The first step is to provide and promote mass transit, such as, light rail, subways, and efficient bus systems. These systems allow citizens to commute inexpensively and pollute less than personal automobiles. This first step is essential to remove the existing strain on public roadways, less vehicles equates to less traffic congestion and in turn less pollution. Another important factor to step one is the psychological consequences. As people commute via alternative transportation, they realize they are not naturally dependent on motorized vehicles, thus allowing the population to think outside the cage which is motorized transport.
The conglomeration of benefits from step one culminate in the process of the second step. The public realization of independence paves the way to truly reform our system of transportation. Mass transit has already been implemented, we must therefore install car free roadways. To prevent mass hysteria, this must be done in a systematic, logical process, incorporating time and reformation of existing roads. The linking of residential areas to shopping centers and schools is the first step, followed by a de-motorization of downtown areas. This approach targets the filthy air in central areas of business, and allows current cyclists and pedestrians to access jobs and other essentials of life without fearing for their personal safety. As aforementioned pollution is worsened by congestion, freeing downtown areas of vehicles reduces pollutants in the hardest hit area of metropolises. These efforts also promote a society where physical fitness is a requirement instead of a luxury, cutting down the size of our bellies.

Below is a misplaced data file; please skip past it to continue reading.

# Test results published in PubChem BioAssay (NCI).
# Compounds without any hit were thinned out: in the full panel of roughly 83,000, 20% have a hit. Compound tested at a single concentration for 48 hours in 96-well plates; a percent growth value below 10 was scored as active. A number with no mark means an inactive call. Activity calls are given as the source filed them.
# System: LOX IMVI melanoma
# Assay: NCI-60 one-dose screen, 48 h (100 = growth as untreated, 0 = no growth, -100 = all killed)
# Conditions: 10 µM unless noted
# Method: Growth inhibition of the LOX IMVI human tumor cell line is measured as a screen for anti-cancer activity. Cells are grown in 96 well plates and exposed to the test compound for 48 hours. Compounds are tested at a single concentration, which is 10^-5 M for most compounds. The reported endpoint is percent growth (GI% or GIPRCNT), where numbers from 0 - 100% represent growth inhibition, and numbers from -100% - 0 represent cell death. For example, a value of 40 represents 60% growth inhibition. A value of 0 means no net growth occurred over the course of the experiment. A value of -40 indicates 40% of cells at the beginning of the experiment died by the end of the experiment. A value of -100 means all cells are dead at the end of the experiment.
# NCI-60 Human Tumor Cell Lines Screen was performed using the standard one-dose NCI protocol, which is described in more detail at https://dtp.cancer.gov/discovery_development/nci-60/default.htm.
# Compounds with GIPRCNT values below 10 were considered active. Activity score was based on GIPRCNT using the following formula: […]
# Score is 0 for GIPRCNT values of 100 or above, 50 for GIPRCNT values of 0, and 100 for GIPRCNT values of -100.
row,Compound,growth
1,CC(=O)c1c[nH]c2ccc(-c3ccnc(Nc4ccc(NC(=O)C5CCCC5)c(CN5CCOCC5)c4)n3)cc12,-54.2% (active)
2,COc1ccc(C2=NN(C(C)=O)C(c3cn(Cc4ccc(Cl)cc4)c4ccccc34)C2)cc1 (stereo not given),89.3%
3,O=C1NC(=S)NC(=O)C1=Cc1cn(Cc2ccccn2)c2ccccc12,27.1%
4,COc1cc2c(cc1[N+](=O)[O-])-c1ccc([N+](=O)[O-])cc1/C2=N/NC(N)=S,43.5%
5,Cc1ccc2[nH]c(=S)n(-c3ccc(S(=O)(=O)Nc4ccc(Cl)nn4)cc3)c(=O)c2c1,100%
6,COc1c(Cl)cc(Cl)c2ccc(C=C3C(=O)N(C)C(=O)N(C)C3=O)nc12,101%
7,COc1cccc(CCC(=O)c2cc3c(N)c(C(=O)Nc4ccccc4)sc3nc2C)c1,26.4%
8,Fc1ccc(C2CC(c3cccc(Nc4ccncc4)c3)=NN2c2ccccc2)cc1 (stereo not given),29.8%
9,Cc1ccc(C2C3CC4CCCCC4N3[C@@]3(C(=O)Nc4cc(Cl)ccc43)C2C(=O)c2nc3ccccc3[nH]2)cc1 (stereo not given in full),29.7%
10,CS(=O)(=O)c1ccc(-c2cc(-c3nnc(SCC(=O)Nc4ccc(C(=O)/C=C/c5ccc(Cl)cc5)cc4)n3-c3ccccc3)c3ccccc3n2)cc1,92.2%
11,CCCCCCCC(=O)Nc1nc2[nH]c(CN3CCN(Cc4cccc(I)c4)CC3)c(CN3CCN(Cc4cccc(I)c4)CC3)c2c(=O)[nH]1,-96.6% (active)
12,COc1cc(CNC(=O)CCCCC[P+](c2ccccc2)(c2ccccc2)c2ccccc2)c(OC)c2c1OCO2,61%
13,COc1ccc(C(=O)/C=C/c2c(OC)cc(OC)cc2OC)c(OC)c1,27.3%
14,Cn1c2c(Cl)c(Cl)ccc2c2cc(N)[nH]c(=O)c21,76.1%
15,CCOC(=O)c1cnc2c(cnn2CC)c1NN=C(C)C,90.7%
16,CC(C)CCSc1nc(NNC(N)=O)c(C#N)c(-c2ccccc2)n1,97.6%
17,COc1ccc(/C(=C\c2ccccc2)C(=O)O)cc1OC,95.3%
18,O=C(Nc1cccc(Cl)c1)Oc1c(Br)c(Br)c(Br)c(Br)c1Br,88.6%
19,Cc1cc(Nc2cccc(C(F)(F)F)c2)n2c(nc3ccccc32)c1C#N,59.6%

New found energy earned by self mobilization will incur a trend of growing popularity of commuting via bicycles and or by foot. Our bodies and cities will appear in their splendid beauty. As people convert to human powered transportation, the automobile will be abolished as a form of short travel. Vehicles will be utilized only for going to other cities or longer travel, which carries us to the last step of my solution.